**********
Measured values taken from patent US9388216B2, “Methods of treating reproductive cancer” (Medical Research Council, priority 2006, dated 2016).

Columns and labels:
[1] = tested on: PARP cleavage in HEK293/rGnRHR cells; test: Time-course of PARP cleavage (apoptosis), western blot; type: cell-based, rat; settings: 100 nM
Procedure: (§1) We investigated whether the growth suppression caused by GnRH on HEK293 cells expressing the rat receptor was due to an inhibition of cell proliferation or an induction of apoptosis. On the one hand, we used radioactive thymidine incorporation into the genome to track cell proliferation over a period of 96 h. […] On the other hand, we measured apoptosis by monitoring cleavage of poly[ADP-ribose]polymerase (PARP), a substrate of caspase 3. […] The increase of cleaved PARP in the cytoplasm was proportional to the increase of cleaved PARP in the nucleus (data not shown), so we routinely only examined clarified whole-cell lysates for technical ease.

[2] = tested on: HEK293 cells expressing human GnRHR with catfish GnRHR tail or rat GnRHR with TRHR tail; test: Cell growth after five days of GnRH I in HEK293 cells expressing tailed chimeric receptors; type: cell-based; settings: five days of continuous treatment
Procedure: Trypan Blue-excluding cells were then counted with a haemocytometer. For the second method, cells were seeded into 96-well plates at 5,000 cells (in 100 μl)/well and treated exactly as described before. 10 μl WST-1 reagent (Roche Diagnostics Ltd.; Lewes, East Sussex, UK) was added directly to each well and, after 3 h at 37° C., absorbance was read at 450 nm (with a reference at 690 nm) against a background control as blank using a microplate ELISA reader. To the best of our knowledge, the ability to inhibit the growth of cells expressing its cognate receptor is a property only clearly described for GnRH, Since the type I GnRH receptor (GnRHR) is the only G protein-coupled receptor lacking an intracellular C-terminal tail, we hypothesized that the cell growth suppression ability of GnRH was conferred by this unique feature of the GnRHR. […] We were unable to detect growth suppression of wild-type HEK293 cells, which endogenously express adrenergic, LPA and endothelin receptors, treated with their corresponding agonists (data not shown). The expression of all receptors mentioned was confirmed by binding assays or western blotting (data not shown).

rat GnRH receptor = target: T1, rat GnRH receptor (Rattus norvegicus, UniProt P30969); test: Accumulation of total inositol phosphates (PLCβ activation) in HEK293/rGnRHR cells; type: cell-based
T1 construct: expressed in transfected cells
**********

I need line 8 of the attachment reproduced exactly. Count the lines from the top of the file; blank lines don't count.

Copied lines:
T1 construct: expressed in transfected cells